However, those workers whose unions have already negotiated a deal on their pensions have shown magnificent solidarity with local government workers. A huge number of members of the teachers’ unions, for example, refused to work without support staff—classroom assistants, administrative staff and caretakers. Postal workers refused to deliver mail to buildings where workers were on strike.
This strike represents a revival of class struggle and class solidarity in Britain and shows the strength of the organized working class. Workers are heartily sick of “New” Labor. The sleaze allegations surrounding the government—that businessmen have handed over sums of money that most workers would never see in an entire lifetime in return for a seat in the House of Lords—alongside the continuing pro-capitalist policies, have compounded to increase the sense of injustice felt by workers whose measly pension rights are now under threat.
Union leaders had been heavily involved in negotiations with the government in the run-up to another strike, and it would appear they were confident a deal could be brokered. But it seemed the government had dug its heels in. More strikes are now planned, including one on the day of the local elections in May. Today’s papers reported, however, that government ministers, apparently shocked at the size of the strike, have requested urgent talks with union leaders.
We must be vigilant that the union leaders make no concessions on other fronts, such as a possible increase in employee contributions, in order to preserve the 85-year-rule. Workers entered a contract with the employers when we joined the LGPS. That contract is not negotiable. Workers have paid into the scheme in good faith, making significant financial sacrifices to do so. We have a right to receive what we were promised, and at the age we were promised.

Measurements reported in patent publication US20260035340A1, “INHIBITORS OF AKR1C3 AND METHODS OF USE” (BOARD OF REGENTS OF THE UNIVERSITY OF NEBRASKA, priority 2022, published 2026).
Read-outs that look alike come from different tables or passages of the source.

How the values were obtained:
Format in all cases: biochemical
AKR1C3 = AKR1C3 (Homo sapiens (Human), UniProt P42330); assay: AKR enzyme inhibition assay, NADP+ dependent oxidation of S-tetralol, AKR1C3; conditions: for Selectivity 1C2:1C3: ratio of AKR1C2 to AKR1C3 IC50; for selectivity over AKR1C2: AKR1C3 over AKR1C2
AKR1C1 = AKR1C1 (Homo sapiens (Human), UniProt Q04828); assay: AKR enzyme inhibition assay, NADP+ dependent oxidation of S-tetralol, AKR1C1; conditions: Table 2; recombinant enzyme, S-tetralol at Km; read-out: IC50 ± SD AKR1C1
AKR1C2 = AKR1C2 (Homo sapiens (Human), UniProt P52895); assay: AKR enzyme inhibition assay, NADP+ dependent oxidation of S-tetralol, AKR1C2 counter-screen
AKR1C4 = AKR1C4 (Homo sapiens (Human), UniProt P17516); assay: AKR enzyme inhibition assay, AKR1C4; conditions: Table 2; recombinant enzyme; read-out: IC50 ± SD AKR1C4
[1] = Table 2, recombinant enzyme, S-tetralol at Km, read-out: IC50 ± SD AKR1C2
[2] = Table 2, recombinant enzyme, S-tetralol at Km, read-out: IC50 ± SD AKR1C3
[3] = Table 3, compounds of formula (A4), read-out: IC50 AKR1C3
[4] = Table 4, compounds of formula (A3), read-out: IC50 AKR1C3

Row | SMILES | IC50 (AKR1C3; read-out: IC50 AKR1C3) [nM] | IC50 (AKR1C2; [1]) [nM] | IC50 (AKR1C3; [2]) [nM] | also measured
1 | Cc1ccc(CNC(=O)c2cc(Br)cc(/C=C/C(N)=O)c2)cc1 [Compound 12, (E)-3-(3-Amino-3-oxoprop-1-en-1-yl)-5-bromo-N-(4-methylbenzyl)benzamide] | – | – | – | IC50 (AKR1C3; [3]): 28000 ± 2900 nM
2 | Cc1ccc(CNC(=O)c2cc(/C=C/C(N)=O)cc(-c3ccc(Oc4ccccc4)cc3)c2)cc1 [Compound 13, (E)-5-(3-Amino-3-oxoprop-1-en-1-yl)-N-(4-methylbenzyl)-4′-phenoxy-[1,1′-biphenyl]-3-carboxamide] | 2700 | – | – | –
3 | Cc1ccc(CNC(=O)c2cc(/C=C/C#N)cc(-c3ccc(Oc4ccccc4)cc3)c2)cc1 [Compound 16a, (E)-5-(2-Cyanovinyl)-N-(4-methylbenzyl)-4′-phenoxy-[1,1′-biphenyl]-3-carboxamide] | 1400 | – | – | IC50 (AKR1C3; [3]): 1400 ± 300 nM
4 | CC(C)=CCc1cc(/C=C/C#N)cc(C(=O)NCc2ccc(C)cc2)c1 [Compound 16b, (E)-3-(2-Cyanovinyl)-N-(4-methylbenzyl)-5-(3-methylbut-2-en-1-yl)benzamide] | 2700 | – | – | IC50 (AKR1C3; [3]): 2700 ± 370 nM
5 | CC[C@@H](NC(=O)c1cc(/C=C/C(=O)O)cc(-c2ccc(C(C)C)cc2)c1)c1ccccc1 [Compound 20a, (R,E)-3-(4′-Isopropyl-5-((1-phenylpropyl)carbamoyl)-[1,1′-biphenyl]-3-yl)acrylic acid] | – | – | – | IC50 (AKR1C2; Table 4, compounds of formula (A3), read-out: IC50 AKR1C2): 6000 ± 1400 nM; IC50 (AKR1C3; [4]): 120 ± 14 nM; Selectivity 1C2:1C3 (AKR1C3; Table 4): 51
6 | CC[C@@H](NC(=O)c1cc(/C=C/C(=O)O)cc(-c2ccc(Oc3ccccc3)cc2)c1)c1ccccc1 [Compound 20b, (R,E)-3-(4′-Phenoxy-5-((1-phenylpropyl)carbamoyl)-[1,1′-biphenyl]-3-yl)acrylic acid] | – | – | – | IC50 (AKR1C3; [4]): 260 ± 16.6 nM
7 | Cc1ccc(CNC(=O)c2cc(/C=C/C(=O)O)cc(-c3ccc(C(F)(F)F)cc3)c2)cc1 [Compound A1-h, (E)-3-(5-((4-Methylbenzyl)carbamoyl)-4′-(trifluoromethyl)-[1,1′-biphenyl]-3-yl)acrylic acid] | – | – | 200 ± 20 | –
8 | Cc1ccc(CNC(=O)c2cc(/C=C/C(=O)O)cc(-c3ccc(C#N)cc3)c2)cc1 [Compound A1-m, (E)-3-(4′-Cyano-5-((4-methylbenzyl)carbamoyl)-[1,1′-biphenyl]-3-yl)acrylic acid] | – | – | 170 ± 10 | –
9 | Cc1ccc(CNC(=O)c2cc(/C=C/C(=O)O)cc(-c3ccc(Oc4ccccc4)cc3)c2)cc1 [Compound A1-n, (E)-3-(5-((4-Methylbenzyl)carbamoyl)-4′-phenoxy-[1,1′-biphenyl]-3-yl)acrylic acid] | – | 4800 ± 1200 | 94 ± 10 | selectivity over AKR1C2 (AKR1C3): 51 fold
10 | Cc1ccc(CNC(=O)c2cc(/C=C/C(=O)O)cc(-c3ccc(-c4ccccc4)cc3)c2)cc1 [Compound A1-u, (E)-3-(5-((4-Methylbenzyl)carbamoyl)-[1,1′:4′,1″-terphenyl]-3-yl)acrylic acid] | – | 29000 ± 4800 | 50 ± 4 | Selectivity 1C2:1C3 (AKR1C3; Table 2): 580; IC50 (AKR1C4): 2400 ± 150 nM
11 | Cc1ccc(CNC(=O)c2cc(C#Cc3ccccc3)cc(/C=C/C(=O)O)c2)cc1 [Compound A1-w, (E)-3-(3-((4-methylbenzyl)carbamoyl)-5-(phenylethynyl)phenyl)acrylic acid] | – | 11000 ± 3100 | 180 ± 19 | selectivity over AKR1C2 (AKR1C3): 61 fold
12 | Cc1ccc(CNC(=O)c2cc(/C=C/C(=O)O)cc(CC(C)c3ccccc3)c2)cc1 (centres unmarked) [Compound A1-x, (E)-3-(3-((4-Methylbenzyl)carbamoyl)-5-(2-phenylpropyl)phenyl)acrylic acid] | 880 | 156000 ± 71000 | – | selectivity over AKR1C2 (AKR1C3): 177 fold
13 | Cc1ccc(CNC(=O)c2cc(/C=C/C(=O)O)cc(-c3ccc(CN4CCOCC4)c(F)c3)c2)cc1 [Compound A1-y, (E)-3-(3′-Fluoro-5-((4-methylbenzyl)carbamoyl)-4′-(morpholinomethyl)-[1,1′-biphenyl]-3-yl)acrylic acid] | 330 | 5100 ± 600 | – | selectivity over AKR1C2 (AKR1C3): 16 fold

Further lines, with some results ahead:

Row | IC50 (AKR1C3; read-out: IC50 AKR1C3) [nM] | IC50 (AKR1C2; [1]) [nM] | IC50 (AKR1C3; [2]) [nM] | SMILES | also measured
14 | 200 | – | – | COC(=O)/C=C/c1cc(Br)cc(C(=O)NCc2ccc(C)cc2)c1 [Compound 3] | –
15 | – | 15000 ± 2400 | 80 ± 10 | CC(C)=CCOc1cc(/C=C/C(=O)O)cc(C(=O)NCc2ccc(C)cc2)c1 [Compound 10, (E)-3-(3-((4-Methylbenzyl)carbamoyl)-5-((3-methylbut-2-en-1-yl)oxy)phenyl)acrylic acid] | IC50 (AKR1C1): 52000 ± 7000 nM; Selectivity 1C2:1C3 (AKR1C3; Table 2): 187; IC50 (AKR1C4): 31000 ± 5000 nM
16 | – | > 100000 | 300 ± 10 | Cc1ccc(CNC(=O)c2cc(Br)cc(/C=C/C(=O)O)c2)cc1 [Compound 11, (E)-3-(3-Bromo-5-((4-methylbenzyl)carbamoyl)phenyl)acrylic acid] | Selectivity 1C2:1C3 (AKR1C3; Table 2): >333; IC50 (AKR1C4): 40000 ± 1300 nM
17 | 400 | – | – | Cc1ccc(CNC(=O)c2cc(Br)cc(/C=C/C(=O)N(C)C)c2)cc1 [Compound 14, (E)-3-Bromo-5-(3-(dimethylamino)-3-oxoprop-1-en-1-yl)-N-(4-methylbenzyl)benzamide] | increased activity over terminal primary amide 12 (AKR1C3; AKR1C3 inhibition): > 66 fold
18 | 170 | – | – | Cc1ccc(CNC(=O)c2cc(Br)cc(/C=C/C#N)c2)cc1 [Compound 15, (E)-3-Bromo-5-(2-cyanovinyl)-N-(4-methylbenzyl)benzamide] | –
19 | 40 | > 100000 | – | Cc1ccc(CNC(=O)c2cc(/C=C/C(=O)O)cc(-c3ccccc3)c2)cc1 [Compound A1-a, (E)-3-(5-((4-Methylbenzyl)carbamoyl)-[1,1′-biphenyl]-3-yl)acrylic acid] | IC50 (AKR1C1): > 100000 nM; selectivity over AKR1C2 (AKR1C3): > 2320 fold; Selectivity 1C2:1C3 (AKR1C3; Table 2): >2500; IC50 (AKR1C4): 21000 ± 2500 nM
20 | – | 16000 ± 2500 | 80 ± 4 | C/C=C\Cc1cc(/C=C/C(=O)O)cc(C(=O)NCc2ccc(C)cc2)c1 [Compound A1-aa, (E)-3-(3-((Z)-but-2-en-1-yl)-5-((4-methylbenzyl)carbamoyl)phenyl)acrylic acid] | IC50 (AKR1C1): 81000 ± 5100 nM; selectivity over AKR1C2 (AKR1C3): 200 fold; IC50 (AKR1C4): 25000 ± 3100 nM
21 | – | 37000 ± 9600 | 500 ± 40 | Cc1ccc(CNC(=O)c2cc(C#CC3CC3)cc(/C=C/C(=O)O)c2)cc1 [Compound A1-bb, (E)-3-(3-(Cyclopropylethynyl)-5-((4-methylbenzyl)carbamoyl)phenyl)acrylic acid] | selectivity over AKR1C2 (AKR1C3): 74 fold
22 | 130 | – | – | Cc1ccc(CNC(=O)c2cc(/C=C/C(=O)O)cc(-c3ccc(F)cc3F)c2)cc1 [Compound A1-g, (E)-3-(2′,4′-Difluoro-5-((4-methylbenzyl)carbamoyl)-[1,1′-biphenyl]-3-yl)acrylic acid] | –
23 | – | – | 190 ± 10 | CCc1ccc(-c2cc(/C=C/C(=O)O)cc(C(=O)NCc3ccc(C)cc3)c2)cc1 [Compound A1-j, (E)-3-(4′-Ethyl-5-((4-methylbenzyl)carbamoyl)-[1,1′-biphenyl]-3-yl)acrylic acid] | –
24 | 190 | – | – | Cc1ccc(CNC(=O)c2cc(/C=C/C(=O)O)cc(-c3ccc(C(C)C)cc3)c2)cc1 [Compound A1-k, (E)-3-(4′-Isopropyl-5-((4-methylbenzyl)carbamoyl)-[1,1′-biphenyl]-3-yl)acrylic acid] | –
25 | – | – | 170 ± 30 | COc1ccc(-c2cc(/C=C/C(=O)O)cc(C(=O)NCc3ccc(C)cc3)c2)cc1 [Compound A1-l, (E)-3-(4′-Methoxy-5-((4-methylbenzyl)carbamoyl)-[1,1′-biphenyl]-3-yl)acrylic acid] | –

It is vital that the utmost unity between all the unions involved be preserved if the government refuses to back down and we have to take further action. Workers from the different unions participated in joint pickets and rallies. We must ensure the union leaders also continue to work together to achieve maximum unity and maximum effect.
The union leaders must ensure that workers whose jobs have been privatized but whose terms and conditions still rely on local government collective bargaining agreements be allowed to participate in any future strikes, even if this means breaking the law. We cannot be allowed to continue fighting with one hand tied behind our backs. The present government has no intention whatsoever of repealing the anti-union laws and the unions must therefore be prepared to challenge them, even at the risk of sequestration of assets. The miners’ union found ways around the threat to sequestrate its funds and assets during their strike of 1984-85, including a mass occupation of the regional headquarters in South Wales. It can be done again.
Our pensions are not negotiable—no concessions!
Maximum unity! Force the government to back off!
Dignity for retired workers!
Pam Woods is a member of Unison (the union of local government workers) in Islington, England and is a shop steward.
—In Defense of Marxism, March 29, 2006